When he was editor-in-chief of Discover magazine, Stephen Petranek tangled with questions as big as the universe. Here he confronts the biggest question on the planet: What are the 10 most likely ways that life on the Earth could end?
Stephen Petranek was the editor-in-chief of Discover magazine when he became fascinated by the dangers that face the human race. He has become an eloquent advocate for making policy decisions based on an unflinching look at our worst fears.
Although his apocalyptic predictions may seem dire and inevitable, he argues precisely the opposite, and presents plausible goals that will defuse most of these catastrophes. Just in case that isn't enough, he makes the case for humankind adopting a forward-looking policy of space exploration and colonization to get us out of here alive. For the first time in history, he argues, humans can control many of the threats to survival both on and off the planet.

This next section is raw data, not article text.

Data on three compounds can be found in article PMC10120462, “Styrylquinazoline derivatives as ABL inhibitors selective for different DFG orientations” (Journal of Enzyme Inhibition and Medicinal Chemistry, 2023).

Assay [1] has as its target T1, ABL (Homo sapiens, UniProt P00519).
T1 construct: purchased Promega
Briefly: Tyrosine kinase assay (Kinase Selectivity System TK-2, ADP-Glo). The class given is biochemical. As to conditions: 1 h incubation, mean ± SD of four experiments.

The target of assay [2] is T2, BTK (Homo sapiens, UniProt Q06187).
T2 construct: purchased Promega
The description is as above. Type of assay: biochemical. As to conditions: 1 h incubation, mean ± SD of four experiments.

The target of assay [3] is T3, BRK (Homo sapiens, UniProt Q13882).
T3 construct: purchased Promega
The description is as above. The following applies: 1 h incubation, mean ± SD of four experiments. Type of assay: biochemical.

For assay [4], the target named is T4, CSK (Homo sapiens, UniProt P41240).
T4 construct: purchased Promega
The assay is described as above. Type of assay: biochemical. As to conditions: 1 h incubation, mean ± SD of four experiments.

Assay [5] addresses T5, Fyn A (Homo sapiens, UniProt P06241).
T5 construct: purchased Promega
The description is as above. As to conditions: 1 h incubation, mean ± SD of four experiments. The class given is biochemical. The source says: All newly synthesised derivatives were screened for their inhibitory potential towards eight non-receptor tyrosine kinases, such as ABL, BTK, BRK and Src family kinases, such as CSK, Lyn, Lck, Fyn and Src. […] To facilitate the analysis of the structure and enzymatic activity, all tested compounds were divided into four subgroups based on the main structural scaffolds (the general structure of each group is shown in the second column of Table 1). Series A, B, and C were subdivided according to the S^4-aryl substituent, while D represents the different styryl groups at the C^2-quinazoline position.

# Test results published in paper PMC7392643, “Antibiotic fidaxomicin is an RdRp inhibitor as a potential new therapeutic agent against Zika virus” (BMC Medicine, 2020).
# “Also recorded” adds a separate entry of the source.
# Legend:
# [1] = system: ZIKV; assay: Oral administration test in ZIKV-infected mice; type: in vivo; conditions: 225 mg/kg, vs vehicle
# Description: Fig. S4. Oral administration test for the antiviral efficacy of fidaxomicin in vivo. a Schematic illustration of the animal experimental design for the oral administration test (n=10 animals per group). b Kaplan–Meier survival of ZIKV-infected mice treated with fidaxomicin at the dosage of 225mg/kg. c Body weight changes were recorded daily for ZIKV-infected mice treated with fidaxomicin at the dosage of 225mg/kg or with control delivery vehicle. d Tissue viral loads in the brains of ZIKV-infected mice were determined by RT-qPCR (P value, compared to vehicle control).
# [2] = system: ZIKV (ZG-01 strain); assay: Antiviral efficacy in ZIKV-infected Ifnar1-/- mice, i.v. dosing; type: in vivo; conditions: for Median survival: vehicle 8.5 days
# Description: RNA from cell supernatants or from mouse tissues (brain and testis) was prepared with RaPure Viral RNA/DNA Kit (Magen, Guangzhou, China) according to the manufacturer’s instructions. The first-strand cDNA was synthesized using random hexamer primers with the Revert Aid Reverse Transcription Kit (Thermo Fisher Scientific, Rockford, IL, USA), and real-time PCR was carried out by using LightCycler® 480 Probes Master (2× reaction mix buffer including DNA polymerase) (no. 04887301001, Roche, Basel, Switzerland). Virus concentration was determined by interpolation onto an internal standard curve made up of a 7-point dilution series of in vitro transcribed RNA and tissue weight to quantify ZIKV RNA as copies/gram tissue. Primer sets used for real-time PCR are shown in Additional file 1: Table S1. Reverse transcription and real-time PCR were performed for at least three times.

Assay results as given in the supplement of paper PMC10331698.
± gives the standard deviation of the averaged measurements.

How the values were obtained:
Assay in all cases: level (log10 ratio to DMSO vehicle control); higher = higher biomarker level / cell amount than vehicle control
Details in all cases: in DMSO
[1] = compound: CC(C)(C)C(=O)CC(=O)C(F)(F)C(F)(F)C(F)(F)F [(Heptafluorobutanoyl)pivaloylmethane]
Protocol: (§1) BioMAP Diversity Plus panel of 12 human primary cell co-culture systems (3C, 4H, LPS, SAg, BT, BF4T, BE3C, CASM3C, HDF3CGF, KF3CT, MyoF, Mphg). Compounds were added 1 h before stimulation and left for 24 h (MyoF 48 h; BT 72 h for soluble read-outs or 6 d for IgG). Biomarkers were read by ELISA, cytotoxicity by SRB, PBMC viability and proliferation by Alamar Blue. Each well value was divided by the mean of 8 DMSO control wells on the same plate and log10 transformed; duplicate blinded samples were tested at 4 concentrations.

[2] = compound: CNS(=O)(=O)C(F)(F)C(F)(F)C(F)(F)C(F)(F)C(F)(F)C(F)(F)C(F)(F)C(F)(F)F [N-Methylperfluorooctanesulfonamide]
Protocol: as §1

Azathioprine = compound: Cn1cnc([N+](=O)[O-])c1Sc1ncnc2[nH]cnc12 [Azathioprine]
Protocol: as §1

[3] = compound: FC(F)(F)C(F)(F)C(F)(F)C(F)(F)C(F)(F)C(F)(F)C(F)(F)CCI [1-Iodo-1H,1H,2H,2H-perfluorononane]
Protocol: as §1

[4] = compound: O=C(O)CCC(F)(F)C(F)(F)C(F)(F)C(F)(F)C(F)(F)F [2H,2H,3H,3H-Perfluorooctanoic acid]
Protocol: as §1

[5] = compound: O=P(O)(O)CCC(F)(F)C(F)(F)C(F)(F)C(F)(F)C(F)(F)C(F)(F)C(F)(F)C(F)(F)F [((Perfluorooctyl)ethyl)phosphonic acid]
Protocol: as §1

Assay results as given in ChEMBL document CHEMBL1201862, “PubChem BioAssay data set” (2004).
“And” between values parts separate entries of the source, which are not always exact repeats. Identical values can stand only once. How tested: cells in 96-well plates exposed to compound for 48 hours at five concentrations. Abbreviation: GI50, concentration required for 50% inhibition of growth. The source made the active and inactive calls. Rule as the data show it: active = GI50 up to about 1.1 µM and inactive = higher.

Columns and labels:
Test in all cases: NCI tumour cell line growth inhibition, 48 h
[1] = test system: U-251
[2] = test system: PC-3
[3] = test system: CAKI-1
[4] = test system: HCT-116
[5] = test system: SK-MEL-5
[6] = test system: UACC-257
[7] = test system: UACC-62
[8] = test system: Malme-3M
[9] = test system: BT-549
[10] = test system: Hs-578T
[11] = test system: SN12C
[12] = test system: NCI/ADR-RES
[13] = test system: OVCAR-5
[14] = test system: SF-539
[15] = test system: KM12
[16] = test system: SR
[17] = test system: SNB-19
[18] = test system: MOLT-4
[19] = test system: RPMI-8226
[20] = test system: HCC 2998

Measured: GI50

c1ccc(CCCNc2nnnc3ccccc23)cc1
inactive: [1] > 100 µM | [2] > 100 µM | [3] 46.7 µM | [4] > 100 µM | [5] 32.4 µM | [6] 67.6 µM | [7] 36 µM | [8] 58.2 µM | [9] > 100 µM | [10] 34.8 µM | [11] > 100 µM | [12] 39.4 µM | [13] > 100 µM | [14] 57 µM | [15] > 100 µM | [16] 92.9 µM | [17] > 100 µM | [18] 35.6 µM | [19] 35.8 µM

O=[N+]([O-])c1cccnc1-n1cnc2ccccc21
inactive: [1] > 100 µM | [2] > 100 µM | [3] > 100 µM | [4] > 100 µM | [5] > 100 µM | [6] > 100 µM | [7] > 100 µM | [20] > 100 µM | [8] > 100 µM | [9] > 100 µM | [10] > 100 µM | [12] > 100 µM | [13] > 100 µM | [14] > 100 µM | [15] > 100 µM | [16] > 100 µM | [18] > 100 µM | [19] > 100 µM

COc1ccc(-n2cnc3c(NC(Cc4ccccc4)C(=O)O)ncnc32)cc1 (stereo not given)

Petranek is now the editorial director of the Weider History Group, a collection of history magazines, and is working on a book titled The Flood, which warns of the impending danger posed to American cities by climate change and its attendant rising sea levels.
“Everything that we need to make an atmosphere on Mars, and to make a livable planet on Mars, is probably there.”
“Somewhere in the Amazon forest is the marginal tree. You cut down that tree, the rain forest collapses as an ecosystem.”
“We are all much healthier than we were 20 years ago, but mentally, we’re falling apart. The World Health Organization now estimates that one out of five people on the planet is clinically depressed.”
“We don’t really have mental health insurance in this country [the United States], and it’s really a crime.”
“We give antibiotics to every cow, every lamb, every chicken. … This is like being at war, and giving somebody your secret code. We’re telling the germs out there how to fight us.”